Whether driven by a genuine desire to reduce their environmental footprint, or simply to insulate themselves against rising costs, energy efficiency is becoming a significant organizational goal for many companies around the country. In order to achieve these goals, businesses are looking for direction on how they can have their buildings’ designed and/or operated to consume as little energy as possible. Many have looked to the LEED Rating System to provide both the guidance for, and recognition of exceptional energy, water and material conservation. However, large barriers remain; the planning, modeling, implementation, measurement and documentation requirements of attaining a LEED designation can be daunting. Worse, many companies begin the process of having their building LEED certified, only to abandon the project due to lack of focus and uncertainty. While some companies are waiting for the streamlined documentation promised by LEED V4 (set to release in September), the real solution may be found in a more unlikely place – the Six Sigma Methodologies originally developed by Motorola in 1986.
Six Sigma is a business management strategy that seeks to improve the quality of process outputs by identifying and removing the causes of defects and minimizing variability in manufacturing and business processes. It uses a set of quality management methods, primarily statistical, to define a project and carry out a defined sequence of steps towards a quantified target (generally cost reduction or profit increase). These steps are known as DMAIC – Define, Measure, Analyze, Improve and Control. All this is done in an effort to operate at Six Sigma quality levels, in which only 3.4 outputs out of 1,000,000 are defective. In a time when New York’s Energy Benchmarking law found that the Chrysler Building, constructed in the 1930s, is more energy efficient than the newly constructed (and LEED Certified) 7 World Trade Center, a discipline that focuses on excellence in results might be exactly what the green building industry needs.
Although Six Sigma had been developed for manufacturing processes, the principles are highly compatible with sustainability initiatives, and specifically, the LEED rating system. Instead of cost reductions, a simple shift in the focus to the environmental performance requirements set by the various LEED Credits would offer a perfectly quantifiable target. In addition, the collaborative management model that includes key employees, independent subject-matter experts, suppliers, and customers lines up neatly with the commissioning requirements of LEED projects. While the LEED reference guides outline different responsibilities for the levels of hierarchy on a project, a true collaborative model must be thoroughly understood and internalized to truly be successful.
In fact, there is a surprising level of similarities between what the USGBC intended LEED to promote and what the Six Sigma methodologies actually uphold. In order to achieve points towards a LEED Certification, extensive measurements must be taken on a variety of different metrics. Moreover, while a project team may, for example, measure a building’s energy consumption for 1 year of post-construction occupancy to achieve the credit points, having a Six Sigma mindset would let project teams see the real value in measurement and continuous improvement.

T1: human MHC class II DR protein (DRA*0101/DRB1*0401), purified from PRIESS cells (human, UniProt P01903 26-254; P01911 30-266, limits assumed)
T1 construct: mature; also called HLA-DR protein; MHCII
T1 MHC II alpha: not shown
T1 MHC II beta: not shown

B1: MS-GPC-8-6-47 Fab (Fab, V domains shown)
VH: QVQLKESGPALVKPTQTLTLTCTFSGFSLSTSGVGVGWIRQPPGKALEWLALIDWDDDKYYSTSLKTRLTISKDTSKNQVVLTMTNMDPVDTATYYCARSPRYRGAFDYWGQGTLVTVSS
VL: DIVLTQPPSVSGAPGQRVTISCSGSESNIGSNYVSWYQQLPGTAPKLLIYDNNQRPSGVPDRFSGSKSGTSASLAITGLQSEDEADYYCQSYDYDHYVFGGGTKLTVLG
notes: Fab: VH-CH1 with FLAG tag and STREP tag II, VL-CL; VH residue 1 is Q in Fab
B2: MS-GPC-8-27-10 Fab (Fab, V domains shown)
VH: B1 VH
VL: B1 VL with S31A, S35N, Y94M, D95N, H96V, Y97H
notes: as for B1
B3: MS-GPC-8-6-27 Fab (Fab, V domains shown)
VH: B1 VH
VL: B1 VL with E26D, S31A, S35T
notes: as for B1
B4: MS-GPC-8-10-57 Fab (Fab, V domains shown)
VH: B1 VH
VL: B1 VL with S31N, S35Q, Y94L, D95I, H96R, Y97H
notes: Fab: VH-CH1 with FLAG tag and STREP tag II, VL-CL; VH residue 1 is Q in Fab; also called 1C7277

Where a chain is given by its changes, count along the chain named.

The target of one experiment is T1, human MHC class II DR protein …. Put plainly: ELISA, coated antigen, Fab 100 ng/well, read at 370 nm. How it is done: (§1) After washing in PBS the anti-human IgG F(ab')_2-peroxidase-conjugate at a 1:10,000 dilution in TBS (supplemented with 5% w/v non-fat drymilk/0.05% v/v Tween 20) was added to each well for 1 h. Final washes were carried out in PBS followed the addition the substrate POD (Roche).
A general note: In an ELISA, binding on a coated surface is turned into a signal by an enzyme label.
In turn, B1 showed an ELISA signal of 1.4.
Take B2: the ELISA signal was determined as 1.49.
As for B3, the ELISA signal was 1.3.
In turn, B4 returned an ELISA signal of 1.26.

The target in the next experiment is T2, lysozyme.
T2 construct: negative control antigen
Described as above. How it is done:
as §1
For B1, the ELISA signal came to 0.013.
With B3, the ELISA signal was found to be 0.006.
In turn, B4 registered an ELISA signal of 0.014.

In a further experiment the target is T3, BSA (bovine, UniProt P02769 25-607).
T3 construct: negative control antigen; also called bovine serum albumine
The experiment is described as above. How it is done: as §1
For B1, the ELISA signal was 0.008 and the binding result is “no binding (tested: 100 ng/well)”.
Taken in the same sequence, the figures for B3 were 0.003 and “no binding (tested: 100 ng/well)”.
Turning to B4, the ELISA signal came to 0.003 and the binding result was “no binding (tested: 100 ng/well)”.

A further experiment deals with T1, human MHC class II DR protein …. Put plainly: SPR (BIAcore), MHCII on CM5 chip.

Another example is the adjusted weights that the USGBC gives to the different credit categories of LEED. In an effort to convey that energy efficiency is more important to overall sustainability, there are significantly more points available in the Energy & Atmosphere credit category than the other credit categories. While most understand and agree that energy efficiency is indeed the most important factor in how sustainable a building is, it would be interesting to see what the point ratings would come out to if measured and analyzed through the Six Sigma processes.
The green building industry must also recognize another significant truth - that, despite the tremendous growth, there remains a large swath of construction companies and building owners that stay clear of LEED because they do not recognize an economic benefit. The rigorous and quantifiable analysis of the Six Sigma methodologies could help reveal the economic payback, and show the late adopters that it makes almost no economic sense to not invest in efficient and sustainable designs and operations. Instead of simply trusting the utility savings based on an energy model, becoming trained in the Six Sigma methodologies would allow everyone to understand what was measured, how it was measured and what the results of improvements will bear. All companies can benefit from applying the Six Sigma methodology to these sorts of challenges and will see definite financial benefits.
Finally, the change in attitude of managers and employees may be the biggest contribution to the green building industry that Six Sigma can offer. The USGBC hopes that managers and owners of a LEED project are convinced that sustainable measures and tools are worthwhile. But now, they are convinced primarily by the tax and marketing benefits rather than a genuine understanding of the issues. This success is not possible without the right degree of skill gained through a Six Sigma Certification. Not only will they be able to eliminate the inefficiencies that lead to unsustainable practices, but they will also have the tools and data to better manage their energy use and get a clear view of ROI.
With more business models and government programs being created based on expected energy efficiency, it is time for the industry to align itself with an established system for achieving perfect results. This transition could simultaneously lead to broader appeal and more intense enthusiasm for the benefits of sustainability, both economic and environmental.
This post originally appeared on the CleanEdison Blog